ABSTRACT: Neurodegenerative disorders are marked by extensive neuronal apoptosis and gliosis. Although several apoptosis-inducing agents have been described, understanding of the regulatory mechanisms underlying modes of cell death is incomplete. A major breakthrough in delineation of the mechanism of cell death came from elucidation of the sphingomyelin (SM)-ceramide pathway that has received worldwide attention in recent years. The SM pathway induces apoptosis, differentiation, proliferation, and growth arrest depending upon cell and receptor types, and on downstream targets. Sphingomyelin, a plasma membrane constituent, is abundant in mammalian nervous system, and ceramide, its primary catabolic product released by activation of either neutral or acidic sphingomyelinase, serves as a potential lipid second messenger or mediator molecule modulating diverse cellular signaling pathways. Neutral sphingomyelinase (NSMase) is a key enzyme in the regulated activation of the SM cycle and is particularly sensitive to oxidative stress. In a context of increasing clarification of the mechanisms of neurodegeneration, we thought that it would be useful to review details of recent findings that we and others have made concerning different pro-apoptotic neurotoxins including proinflammatory cytokines, hypoxia-induced SM hydrolysis and ceramide production that induce cell death in human primary neurons and primary oligodendrocytes: redox sensitive events. What has and is emerging is a vista of therapeutically important ceramide regulation affecting a variety of different neurodegenerative and neuroinflammatory disorders.
J Nutr. 2008 Dec;138(12):2515-20.
Arachidonic acid and the brain.
Brain Physiology and Metabolism Section, National Institute on Aging, National Institutes of Health, Bethesda, MD 20892, USA. firstname.lastname@example.org
ABSTRACT: Kinetic methods in unanesthetized rodents have shown that turnover rates of arachidonic acid (AA) and docosahexaenoic acid (DHA) in brain membrane phospholipids are rapid and energy consuming and that phospholipase A(2) (PLA(2)) and acyl-CoA synthetase enzymes that regulate turnover are specific for one or the other PUFA. Thus, AA turnover in brain phospholipids was reduced, and AA-selective cytosolic cPLA(2) or acyl-CoA synthetase, as well as cyclooxygenase (COX)-2, were downregulated in brains of rats given drugs effective against bipolar disorder, whereas DHA turnover and expression of DHA-selective calcium-independent iPLA(2) were unchanged. Additionally, the brain AA and DHA cascades can be altered reciprocally by dietary or genetic conditions. Thus, following 15 wk of dietary (n-3) PUFA deprivation, DHA loss from rat brain was slowed because of reduced iPLA(2) and COX-1 expression, whereas AA-selective cPLA(2), sPLA(2), and COX-2 were upregulated, as were AA and docosapentaenoic acid concentrations. Measured rates of AA and DHA incorporation into brain represent their respective rates of metabolic consumption, because these PUFA are not synthesized de novo or converted significantly from their precursors in brain. In healthy human volunteers, positron emission tomography (PET) was used to show that the brain consumes AA and DHA at respective rates of 17.8 and 4.6 mg/d, whereas in patients with Alzheimer disease, AA consumption is elevated. In the future, PET could be used to relate human brain rates of AA and DHA consumption to liver PUFA metabolism and dietary PUFA intake.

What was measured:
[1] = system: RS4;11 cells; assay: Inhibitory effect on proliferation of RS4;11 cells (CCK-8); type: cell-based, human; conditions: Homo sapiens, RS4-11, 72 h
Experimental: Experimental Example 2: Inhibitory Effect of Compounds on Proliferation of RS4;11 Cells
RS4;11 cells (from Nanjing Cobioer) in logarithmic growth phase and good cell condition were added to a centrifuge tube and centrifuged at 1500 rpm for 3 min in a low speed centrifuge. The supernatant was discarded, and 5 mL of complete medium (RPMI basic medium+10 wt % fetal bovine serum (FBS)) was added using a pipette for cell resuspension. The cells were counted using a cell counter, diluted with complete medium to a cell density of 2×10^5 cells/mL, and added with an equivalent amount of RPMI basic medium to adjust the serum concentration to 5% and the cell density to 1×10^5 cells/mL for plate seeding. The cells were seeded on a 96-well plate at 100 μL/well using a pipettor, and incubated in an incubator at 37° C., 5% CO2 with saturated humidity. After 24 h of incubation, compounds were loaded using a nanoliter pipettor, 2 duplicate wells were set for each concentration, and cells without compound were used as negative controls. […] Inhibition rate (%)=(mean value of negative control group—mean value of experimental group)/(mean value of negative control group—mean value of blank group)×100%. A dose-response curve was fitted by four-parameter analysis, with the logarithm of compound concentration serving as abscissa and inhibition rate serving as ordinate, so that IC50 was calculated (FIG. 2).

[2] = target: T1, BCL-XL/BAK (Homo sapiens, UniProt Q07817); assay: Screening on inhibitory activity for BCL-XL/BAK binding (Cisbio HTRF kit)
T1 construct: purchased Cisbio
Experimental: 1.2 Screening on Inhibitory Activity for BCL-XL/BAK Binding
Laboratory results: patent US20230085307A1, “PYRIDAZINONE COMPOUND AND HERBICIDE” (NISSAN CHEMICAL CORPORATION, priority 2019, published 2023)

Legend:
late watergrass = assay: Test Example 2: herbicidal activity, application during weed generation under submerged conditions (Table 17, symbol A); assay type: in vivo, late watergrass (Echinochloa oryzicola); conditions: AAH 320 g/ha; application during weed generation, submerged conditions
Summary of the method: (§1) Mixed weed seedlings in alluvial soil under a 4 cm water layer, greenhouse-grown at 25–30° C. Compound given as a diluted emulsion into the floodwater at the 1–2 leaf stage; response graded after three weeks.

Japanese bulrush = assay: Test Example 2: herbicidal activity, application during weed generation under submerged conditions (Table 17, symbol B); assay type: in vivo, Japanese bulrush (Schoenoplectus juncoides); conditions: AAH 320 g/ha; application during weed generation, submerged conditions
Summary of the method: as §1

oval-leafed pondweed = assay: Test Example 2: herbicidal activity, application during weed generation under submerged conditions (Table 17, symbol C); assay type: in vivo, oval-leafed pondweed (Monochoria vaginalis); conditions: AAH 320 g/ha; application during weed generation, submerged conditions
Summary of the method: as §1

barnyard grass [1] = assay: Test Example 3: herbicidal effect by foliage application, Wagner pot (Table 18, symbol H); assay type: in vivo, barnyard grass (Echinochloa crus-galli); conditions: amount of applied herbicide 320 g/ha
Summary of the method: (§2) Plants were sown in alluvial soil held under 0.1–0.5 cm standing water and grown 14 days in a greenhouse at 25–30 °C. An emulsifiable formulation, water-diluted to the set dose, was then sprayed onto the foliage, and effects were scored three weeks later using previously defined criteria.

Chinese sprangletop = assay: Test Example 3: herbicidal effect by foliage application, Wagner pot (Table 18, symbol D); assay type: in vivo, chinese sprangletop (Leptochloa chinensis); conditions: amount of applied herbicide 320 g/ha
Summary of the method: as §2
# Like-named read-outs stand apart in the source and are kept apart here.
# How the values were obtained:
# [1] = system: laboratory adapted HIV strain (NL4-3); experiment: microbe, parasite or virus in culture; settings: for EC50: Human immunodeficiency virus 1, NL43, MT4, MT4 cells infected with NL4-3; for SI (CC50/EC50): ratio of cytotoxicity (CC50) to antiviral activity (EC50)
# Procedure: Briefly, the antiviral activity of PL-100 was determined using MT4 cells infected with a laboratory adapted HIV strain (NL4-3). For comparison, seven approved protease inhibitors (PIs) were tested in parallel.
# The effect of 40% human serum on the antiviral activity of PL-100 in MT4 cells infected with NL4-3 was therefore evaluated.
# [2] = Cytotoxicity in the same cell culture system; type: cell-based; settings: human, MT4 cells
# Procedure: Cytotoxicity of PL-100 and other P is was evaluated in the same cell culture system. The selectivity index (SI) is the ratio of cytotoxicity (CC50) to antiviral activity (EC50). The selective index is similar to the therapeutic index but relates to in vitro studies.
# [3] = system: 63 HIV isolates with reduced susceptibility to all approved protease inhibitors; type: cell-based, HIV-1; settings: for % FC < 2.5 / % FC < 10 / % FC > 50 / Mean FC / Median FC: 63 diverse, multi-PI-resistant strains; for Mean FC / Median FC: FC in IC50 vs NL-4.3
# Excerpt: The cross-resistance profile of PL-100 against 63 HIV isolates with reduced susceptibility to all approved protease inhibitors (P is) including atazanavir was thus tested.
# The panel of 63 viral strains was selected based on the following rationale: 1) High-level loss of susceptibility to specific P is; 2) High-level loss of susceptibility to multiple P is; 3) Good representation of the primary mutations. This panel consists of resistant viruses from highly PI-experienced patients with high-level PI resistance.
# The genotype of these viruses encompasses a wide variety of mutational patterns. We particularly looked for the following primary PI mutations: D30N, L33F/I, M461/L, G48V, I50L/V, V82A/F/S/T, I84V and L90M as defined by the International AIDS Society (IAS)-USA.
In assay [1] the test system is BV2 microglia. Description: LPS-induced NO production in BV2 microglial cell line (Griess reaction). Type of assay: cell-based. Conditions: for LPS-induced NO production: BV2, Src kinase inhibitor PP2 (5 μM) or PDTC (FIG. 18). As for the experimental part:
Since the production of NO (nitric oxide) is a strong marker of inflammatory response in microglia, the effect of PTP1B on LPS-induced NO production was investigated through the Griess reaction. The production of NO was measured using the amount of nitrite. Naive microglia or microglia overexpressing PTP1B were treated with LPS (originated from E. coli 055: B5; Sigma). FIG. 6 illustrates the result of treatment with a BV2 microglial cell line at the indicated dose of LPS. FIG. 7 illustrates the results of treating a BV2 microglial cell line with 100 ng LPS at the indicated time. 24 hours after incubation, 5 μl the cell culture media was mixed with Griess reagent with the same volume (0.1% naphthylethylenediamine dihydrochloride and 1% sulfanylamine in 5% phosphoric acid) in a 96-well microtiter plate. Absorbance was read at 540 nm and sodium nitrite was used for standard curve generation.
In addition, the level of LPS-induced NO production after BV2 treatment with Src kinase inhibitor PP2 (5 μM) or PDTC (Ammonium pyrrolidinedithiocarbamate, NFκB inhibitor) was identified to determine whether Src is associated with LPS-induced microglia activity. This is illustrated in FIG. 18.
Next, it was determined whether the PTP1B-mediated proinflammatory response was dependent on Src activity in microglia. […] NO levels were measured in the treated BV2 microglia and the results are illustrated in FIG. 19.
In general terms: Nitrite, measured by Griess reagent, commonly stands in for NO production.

The information contained in this web site is for educational purposes only and is not intended or implied to be a substitute for professional medical advice. Inclusion here does not imply any endorsement or recommendation. Always seek the advice of your physician or other qualified medical provider for all medical problems prior to starting any new regiment.These statements have not been evaluated by the FDA.
These products are not intended to treat, diagnose, cure, or prevent any disease.